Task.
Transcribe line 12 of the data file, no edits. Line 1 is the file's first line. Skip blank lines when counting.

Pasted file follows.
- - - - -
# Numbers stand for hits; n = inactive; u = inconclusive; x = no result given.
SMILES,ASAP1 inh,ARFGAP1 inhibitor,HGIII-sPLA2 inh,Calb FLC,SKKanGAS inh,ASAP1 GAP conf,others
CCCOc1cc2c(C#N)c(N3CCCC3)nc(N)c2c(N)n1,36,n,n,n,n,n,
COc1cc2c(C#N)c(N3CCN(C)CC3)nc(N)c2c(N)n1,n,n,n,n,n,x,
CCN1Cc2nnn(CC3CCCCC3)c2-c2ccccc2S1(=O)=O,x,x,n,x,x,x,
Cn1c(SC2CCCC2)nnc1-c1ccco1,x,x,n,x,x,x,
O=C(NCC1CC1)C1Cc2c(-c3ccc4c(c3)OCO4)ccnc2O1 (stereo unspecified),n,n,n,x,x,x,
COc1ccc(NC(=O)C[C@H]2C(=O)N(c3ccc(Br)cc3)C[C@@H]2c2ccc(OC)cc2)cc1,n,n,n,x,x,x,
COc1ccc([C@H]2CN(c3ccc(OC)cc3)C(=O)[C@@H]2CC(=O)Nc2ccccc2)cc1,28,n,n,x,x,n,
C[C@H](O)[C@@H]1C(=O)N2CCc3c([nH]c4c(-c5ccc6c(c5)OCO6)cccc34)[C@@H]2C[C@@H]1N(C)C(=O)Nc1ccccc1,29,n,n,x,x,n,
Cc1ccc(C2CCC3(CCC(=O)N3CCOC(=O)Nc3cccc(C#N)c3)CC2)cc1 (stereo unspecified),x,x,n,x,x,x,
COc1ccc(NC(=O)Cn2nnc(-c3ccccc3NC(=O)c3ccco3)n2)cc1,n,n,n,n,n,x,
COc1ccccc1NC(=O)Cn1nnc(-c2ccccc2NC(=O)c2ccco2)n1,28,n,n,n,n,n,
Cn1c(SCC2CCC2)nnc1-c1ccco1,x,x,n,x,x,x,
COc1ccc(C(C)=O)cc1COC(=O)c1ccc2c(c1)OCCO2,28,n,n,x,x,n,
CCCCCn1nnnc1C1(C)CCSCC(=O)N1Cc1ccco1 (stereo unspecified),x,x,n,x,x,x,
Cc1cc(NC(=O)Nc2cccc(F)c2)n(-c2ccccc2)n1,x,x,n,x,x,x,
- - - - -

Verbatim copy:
COc1ccc(NC(=O)Cn2nnc(-c3ccccc3NC(=O)c3ccco3)n2)cc1,n,n,n,n,n,x,